At issue are services provided by less-than-truckload carriers Consolidated Freightways and ABF Freight System. In 1999, CF debuted its CFMovesU service. Consumers have two days to pack and load their household goods into a 28-foot trailer that CF brings to their residence. Once the freight is packed and loaded, the trailer is picked up by a CF driver and transported through CF's nationwide network. Once the trailer gets to its destination, customers have two days to unload. CF then picks up the empty trailer. ABF has a similar service called its U-Pack Moving Program.
According to an article in the Journal of Commerce, the American Moving and Storage Assn. wants these services to abide by the same regulations traditional moving companies do.
"To me, if you're hauling a person's household goods and it ends up in a truck and you're hauling it down the road, you're hauling household goods," AMSA President Joe Harrison told the paper. "I don't see how anybody could see it any differently."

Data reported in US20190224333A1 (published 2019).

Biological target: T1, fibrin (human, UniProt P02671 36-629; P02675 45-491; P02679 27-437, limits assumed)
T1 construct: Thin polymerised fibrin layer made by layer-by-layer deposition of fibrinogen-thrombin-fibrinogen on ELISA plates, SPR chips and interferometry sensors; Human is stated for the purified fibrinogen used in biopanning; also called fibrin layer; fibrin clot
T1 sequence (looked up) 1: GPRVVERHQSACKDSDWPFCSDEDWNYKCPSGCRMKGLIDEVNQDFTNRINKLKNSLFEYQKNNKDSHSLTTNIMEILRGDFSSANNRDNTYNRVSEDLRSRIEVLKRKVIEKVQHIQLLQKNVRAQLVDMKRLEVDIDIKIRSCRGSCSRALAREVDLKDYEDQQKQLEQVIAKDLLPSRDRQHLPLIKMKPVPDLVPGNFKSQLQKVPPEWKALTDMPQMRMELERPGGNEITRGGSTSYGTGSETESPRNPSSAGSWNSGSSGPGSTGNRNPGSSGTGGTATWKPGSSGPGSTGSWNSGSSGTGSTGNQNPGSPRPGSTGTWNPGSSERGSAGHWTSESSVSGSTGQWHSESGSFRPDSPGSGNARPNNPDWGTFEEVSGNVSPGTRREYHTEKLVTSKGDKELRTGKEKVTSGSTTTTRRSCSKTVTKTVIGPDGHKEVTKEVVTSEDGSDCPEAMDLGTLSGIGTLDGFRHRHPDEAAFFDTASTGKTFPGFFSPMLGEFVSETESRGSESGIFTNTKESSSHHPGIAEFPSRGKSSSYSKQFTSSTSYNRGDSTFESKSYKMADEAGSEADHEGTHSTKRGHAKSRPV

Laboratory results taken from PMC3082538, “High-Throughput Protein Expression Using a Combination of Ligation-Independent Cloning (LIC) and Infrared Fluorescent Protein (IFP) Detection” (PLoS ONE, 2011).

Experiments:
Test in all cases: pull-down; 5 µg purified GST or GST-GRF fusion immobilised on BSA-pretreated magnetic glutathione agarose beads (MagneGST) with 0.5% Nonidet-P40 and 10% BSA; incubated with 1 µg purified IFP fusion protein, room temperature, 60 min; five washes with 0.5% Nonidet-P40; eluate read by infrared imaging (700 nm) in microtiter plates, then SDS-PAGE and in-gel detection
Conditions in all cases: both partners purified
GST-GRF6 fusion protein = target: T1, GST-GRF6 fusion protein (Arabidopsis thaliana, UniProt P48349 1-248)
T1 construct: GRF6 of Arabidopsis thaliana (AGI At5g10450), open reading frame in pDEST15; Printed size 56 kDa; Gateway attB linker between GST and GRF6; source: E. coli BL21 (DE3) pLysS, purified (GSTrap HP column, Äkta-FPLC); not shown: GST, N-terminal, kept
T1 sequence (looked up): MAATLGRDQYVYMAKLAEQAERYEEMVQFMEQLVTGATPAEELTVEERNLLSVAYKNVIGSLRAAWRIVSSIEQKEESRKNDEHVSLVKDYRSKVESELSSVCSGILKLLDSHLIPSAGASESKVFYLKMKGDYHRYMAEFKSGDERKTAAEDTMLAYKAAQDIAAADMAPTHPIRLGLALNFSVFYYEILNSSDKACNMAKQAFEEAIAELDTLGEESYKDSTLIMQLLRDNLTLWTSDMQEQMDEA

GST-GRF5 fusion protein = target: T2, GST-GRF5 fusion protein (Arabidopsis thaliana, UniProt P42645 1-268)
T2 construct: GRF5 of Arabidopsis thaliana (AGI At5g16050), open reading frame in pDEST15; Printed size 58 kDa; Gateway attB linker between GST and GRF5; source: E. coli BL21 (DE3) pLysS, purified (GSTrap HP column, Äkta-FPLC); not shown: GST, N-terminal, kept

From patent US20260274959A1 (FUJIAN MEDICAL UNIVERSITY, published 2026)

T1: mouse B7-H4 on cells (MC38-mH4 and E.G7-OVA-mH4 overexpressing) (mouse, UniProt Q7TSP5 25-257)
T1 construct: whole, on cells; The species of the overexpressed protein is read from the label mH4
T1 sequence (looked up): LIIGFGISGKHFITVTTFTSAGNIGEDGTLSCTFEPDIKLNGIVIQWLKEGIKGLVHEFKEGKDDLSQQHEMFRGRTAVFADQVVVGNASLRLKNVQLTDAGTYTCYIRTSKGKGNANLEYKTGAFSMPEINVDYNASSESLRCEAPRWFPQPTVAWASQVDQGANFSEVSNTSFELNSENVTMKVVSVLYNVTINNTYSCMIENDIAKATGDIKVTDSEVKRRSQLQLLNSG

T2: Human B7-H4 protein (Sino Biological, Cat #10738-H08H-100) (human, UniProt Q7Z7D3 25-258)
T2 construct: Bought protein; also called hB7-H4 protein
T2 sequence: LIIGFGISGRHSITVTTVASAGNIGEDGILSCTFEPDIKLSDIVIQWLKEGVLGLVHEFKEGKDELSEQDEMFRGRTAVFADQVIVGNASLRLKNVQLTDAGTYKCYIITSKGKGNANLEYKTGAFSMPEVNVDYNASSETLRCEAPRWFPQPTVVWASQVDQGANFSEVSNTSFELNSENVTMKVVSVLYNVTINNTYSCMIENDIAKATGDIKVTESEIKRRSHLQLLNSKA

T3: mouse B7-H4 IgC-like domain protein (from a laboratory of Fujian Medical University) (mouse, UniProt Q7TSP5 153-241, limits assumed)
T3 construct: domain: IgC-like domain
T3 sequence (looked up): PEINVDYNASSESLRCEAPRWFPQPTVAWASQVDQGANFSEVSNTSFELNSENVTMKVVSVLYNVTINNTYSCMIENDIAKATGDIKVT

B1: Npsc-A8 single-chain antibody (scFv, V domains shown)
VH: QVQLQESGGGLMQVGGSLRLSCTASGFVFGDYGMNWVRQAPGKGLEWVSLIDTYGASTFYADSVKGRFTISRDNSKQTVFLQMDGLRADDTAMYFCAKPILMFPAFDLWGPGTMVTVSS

CF and ABF, however, say these trailers loaded with household property is nothing more than "no-touch freight," and falls under the same line-haul regulations as their other LTL freight.
Harrison told the paper he talked to CF and ABF, as well as Tim Lynch, president and CEO of the Motor Freight Carriers Assn., which represents the companies. When that didn't work, he appealed to the Surface Transportation Board, which oversees moving company tariffs and liability issues, as well as the Federal Motor Carrier Safety Administration, which enforces safety regulations and consumer protection complaints. The STB already has said it has no jurisdiction over such matters, which the FMCSA has not responded to the complaints.